Day after day, week after week, month after month, he dragged that heavy cross over rocky roads, through rivers, and over the Alps. At last on August 31–five months later–he carried the cross into the Eternal City. He wanted to share in the graces and blessings of a pilgrimage to the Holy City during the Holy Year.
Through the centuries hundreds of thousands like him have made the journey from all parts of the world to the center of Christianity, the headquarters of Catholicity, with the fervent desire of gaining the blessed benefits of such a journey.
Today, with our swift planes, our speedy trains, and our luxurious ocean liners, a trip to Rome is a comparatively easy task. But the spirit behind it, the motives and reasons are the same.
In this Holy Year of 1950 it might be well for us to think about pilgrimages–their value and purpose and the proper method of making them.
A pilgrimage is a sacramental, unusual, to be sure, but a definite means of winning definite graces. As with the other sacramentals, Mother Church does not command them, but she does declare them good and helpful spiritually.
1. Deeply rooted in the heart of everyone is the desire to visit places where a famous person lived, or where some important event happened. Proof of this is found in the crowds one meets at Mount Vernon, the home of Washington, and at the tomb of the Unknown Soldier.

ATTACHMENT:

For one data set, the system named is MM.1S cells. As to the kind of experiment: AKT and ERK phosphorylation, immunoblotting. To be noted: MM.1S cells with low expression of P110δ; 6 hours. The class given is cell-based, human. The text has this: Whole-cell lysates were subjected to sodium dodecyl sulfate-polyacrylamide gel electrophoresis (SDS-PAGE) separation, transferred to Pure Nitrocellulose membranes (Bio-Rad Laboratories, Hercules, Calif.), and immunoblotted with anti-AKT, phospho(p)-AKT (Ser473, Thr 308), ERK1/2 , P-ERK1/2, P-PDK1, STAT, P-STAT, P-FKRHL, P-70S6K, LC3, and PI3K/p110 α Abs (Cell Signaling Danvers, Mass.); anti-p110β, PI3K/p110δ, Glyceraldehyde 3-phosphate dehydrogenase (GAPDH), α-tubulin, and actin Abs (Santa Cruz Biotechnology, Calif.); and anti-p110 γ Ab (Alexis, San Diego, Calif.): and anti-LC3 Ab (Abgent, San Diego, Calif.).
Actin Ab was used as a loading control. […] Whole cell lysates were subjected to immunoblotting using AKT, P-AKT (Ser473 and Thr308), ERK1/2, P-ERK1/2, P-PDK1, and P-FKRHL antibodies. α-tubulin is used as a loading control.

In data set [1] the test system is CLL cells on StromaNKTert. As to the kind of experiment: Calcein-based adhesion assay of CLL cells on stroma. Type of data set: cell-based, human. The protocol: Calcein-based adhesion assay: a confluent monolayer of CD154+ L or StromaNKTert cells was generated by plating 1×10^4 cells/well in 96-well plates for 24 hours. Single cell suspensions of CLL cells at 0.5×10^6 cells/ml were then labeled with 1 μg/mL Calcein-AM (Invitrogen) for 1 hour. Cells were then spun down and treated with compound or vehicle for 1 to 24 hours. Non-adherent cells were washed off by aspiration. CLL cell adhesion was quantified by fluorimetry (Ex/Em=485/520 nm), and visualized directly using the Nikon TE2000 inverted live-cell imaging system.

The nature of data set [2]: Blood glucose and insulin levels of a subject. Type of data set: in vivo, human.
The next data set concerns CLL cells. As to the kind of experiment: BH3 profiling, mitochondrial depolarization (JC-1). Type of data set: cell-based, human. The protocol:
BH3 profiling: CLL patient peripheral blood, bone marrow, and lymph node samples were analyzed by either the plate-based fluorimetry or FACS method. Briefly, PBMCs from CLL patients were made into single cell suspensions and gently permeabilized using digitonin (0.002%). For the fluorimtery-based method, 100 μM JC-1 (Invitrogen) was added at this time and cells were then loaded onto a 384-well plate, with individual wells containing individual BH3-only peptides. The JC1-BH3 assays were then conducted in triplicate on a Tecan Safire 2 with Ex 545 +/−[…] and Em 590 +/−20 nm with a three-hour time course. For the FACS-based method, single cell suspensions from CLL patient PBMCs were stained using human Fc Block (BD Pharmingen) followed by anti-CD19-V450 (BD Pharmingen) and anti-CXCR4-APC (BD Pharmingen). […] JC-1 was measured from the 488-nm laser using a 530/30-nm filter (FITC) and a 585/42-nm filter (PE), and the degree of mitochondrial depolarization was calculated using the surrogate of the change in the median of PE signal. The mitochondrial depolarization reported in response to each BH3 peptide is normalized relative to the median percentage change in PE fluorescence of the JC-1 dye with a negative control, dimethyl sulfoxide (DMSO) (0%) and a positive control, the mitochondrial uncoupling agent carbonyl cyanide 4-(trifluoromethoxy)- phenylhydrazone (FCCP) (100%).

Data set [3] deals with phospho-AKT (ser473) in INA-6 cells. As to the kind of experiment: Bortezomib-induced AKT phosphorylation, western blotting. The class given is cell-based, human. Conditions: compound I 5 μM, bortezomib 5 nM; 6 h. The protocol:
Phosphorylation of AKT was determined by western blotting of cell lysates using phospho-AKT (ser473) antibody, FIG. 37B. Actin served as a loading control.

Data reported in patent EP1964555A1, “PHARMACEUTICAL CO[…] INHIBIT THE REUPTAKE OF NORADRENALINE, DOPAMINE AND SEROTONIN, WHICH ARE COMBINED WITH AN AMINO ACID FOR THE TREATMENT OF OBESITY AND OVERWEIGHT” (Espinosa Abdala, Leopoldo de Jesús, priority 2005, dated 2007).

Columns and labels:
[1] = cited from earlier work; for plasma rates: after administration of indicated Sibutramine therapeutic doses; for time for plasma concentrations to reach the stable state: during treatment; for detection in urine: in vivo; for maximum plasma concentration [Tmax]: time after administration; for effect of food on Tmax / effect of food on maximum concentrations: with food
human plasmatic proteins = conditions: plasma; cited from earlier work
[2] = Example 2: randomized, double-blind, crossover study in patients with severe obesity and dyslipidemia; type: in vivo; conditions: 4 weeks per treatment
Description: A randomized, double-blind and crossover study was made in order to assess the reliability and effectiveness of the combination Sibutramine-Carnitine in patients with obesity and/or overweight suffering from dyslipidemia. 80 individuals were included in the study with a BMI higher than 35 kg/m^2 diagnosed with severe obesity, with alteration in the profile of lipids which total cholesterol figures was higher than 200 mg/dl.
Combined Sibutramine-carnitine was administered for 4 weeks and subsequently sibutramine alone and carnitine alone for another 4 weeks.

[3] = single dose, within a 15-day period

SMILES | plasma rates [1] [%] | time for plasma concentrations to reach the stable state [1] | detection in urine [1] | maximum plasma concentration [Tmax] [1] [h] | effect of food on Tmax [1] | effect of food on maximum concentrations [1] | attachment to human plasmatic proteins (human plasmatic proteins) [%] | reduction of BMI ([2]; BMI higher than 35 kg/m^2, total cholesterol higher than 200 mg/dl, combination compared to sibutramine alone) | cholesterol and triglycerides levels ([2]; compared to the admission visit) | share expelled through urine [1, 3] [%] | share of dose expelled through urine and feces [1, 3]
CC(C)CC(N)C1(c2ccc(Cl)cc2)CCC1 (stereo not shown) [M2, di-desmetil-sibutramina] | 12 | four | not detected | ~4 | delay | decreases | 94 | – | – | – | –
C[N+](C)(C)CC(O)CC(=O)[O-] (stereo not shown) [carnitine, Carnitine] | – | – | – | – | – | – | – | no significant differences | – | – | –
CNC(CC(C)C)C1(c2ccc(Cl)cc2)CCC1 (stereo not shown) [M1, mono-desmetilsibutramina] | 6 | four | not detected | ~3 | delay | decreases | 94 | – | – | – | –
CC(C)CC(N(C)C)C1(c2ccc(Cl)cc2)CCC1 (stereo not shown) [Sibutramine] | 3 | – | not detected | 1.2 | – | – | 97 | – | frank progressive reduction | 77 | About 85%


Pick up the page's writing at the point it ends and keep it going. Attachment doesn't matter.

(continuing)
Our newspapers during the Christmas season of 1949 told us that hundreds of automobiles with out-of-state licenses drove by the home of President Truman during his brief visit at Independence, Missouri.
With nobler and deeper sentiments the intelligent Catholic longs to visit the outstanding centers and monuments of his faith.
Where is the Catholic who does not long to live for a day or two at least in that land made holy by our loving Redeemer? Where is the Catholic who does not wish to visit Rome and the Vatican and see the Pope in person? Where is the Catholic who does not wish to travel to the spots where our Blessed Mother appeared to men and children?
2. Pilgrimages are the answer to that desire. They are journeys made to shrines, holy places, and centers of religious interest for the purpose of practicing penance, of performing certain devotions, and of gaining certain spiritual helps.
Even the ancient pagans had their so-called holy places. The Jews traveled to Mount Moriah and to the temple at Jerusalem.
Yes, we read that the Holy Family of Jesus, Mary and Joseph made a long and taxing trip from Nazareth to Jerusalem to celebrate the Feast of the Pasch. It was a distance of seventy-five miles, over mountainous country and miserable roads. Their poverty limited them to a few conveniences and necessities.